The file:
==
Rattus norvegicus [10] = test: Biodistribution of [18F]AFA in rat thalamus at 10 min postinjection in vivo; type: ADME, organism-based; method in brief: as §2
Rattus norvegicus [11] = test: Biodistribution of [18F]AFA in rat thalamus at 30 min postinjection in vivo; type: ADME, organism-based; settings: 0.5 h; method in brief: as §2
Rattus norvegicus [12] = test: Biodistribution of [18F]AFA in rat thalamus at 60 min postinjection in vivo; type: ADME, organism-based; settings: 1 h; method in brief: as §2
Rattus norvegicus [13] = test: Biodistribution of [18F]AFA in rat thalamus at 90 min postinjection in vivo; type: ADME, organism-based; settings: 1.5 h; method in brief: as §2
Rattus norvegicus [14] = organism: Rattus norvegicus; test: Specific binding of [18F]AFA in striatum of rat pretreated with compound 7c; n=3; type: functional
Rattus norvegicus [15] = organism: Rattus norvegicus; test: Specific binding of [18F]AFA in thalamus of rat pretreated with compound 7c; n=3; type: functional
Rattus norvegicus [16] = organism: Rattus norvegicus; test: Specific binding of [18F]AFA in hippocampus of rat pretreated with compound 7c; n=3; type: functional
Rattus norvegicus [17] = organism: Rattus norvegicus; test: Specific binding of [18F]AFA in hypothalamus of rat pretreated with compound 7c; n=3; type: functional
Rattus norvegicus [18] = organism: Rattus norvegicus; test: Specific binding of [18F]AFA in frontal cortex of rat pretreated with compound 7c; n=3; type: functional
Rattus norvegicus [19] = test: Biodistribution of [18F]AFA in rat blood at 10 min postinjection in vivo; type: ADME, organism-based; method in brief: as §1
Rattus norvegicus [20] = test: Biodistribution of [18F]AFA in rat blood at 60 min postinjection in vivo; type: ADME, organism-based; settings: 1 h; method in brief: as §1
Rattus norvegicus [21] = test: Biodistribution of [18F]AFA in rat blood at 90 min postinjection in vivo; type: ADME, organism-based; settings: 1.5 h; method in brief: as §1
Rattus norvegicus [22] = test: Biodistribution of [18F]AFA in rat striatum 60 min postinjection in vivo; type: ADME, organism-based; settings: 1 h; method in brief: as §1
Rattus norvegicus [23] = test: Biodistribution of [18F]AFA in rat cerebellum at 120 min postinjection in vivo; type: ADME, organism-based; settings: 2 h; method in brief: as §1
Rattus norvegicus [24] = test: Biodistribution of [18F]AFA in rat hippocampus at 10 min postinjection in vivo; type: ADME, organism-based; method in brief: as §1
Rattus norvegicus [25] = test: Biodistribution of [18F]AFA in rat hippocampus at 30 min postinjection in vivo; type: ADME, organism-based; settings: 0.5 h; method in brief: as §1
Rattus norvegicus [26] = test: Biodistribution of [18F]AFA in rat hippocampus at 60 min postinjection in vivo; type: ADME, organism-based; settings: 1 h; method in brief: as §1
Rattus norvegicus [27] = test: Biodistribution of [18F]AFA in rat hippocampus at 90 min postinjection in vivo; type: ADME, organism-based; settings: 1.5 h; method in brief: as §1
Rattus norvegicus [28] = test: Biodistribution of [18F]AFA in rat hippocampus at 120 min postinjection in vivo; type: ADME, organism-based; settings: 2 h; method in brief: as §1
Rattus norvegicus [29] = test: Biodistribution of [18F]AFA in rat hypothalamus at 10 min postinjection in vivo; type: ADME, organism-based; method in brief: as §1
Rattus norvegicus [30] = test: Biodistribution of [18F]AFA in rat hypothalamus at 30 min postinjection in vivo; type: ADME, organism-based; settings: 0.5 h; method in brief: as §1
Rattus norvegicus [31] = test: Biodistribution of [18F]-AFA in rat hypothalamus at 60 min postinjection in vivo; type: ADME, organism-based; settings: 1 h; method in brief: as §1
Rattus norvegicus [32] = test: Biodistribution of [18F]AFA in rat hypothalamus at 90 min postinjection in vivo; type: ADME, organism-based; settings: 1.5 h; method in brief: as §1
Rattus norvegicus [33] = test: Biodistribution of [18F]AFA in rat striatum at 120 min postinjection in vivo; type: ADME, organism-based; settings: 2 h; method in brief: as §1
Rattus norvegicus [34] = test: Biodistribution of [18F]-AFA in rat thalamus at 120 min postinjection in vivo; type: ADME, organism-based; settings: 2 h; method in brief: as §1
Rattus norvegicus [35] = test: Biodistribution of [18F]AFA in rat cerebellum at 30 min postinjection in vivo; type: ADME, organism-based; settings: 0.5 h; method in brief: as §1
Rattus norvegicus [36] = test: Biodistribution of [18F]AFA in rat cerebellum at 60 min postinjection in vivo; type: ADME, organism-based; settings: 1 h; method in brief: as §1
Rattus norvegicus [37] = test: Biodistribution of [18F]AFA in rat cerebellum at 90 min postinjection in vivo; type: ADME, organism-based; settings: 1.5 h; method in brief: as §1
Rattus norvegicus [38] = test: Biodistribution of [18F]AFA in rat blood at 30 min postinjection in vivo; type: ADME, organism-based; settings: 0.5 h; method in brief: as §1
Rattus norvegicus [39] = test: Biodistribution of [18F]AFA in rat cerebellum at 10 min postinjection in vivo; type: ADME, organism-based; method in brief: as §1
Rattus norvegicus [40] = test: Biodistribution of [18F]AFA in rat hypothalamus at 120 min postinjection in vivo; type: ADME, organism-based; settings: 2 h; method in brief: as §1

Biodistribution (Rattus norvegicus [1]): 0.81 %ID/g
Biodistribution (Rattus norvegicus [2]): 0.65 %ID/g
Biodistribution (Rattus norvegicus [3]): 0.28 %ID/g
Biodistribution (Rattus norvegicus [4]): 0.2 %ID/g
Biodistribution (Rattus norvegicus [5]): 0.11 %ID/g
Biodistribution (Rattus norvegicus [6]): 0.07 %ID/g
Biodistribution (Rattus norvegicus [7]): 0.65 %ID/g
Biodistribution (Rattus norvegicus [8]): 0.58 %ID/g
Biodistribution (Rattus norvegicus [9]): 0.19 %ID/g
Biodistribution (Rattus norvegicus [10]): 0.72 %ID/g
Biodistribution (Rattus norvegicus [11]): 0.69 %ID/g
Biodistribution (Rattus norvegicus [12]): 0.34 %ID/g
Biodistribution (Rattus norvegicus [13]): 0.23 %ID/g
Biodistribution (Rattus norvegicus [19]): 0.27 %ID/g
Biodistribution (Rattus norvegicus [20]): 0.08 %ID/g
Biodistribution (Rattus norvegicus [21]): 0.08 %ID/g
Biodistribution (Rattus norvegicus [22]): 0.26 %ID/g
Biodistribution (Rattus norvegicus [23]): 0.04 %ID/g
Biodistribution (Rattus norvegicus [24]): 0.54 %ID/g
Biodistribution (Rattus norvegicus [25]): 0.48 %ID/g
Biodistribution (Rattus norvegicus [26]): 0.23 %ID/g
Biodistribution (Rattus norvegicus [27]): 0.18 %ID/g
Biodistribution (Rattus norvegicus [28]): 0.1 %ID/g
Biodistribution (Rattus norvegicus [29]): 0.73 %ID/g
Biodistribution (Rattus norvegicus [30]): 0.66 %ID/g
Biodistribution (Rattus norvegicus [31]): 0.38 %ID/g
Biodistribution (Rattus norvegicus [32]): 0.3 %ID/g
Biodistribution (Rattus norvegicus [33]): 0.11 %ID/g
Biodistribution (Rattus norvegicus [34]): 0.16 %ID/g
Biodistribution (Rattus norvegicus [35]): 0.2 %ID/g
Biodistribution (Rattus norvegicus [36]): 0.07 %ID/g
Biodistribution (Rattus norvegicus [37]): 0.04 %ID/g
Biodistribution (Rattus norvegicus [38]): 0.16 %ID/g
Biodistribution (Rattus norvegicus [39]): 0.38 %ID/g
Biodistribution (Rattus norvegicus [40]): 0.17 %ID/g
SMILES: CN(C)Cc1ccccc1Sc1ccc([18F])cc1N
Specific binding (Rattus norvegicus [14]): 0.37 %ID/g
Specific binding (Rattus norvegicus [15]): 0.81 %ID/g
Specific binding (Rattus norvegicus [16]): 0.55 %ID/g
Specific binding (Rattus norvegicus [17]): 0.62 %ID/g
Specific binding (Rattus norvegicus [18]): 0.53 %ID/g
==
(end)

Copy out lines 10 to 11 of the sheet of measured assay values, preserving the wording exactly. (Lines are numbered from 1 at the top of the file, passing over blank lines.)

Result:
Rattus norvegicus [19] = test: Biodistribution of [18F]AFA in rat blood at 10 min postinjection in vivo; type: ADME, organism-based; method in brief: as §1
Rattus norvegicus [20] = test: Biodistribution of [18F]AFA in rat blood at 60 min postinjection in vivo; type: ADME, organism-based; settings: 1 h; method in brief: as §1